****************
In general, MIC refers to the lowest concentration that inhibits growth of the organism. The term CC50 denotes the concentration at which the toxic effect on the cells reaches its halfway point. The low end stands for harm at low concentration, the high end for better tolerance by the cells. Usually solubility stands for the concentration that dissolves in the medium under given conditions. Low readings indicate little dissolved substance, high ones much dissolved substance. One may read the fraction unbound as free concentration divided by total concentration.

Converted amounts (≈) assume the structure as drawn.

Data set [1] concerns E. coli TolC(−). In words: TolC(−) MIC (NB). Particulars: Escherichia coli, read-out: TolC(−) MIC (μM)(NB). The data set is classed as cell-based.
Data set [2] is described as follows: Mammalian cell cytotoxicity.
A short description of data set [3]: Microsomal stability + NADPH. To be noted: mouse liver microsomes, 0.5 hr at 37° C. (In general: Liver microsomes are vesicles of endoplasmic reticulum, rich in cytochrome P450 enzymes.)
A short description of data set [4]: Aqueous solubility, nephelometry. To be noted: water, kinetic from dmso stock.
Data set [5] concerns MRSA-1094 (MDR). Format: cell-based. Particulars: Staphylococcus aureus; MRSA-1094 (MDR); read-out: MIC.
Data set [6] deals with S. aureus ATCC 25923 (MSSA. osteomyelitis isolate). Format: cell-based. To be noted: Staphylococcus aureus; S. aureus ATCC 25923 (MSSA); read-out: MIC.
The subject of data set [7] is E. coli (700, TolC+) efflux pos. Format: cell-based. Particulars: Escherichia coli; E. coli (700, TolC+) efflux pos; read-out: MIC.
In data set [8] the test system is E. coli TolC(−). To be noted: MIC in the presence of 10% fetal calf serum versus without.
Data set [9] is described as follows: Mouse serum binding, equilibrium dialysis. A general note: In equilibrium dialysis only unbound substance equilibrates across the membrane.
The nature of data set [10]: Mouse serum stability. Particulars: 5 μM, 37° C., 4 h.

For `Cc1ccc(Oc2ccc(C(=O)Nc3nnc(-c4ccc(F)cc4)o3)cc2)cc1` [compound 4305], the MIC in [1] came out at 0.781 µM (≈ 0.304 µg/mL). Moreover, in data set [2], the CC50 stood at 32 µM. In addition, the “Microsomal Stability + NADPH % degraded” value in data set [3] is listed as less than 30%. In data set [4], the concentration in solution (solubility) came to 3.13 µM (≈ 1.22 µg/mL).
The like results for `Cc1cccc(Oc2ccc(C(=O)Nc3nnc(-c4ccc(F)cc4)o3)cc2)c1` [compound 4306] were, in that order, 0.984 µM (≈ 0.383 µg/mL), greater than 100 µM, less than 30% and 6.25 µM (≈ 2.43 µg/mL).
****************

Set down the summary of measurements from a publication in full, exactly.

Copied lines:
In general, MIC refers to the lowest concentration that inhibits growth of the organism. The term CC50 denotes the concentration at which the toxic effect on the cells reaches its halfway point. The low end stands for harm at low concentration, the high end for better tolerance by the cells. Usually solubility stands for the concentration that dissolves in the medium under given conditions. Low readings indicate little dissolved substance, high ones much dissolved substance. One may read the fraction unbound as free concentration divided by total concentration.

Converted amounts (≈) assume the structure as drawn.

Data set [1] concerns E. coli TolC(−). In words: TolC(−) MIC (NB). Particulars: Escherichia coli, read-out: TolC(−) MIC (μM)(NB). The data set is classed as cell-based.
Data set [2] is described as follows: Mammalian cell cytotoxicity.
A short description of data set [3]: Microsomal stability + NADPH. To be noted: mouse liver microsomes, 0.5 hr at 37° C. (In general: Liver microsomes are vesicles of endoplasmic reticulum, rich in cytochrome P450 enzymes.)
A short description of data set [4]: Aqueous solubility, nephelometry. To be noted: water, kinetic from dmso stock.
Data set [5] concerns MRSA-1094 (MDR). Format: cell-based. Particulars: Staphylococcus aureus; MRSA-1094 (MDR); read-out: MIC.
Data set [6] deals with S. aureus ATCC 25923 (MSSA. osteomyelitis isolate). Format: cell-based. To be noted: Staphylococcus aureus; S. aureus ATCC 25923 (MSSA); read-out: MIC.
The subject of data set [7] is E. coli (700, TolC+) efflux pos. Format: cell-based. Particulars: Escherichia coli; E. coli (700, TolC+) efflux pos; read-out: MIC.
In data set [8] the test system is E. coli TolC(−). To be noted: MIC in the presence of 10% fetal calf serum versus without.
Data set [9] is described as follows: Mouse serum binding, equilibrium dialysis. A general note: In equilibrium dialysis only unbound substance equilibrates across the membrane.
The nature of data set [10]: Mouse serum stability. Particulars: 5 μM, 37° C., 4 h.

For `Cc1ccc(Oc2ccc(C(=O)Nc3nnc(-c4ccc(F)cc4)o3)cc2)cc1` [compound 4305], the MIC in [1] came out at 0.781 µM (≈ 0.304 µg/mL). Moreover, in data set [2], the CC50 stood at 32 µM. In addition, the “Microsomal Stability + NADPH % degraded” value in data set [3] is listed as less than 30%. In data set [4], the concentration in solution (solubility) came to 3.13 µM (≈ 1.22 µg/mL).
The like results for `Cc1cccc(Oc2ccc(C(=O)Nc3nnc(-c4ccc(F)cc4)o3)cc2)c1` [compound 4306] were, in that order, 0.984 µM (≈ 0.383 µg/mL), greater than 100 µM, less than 30% and 6.25 µM (≈ 2.43 µg/mL).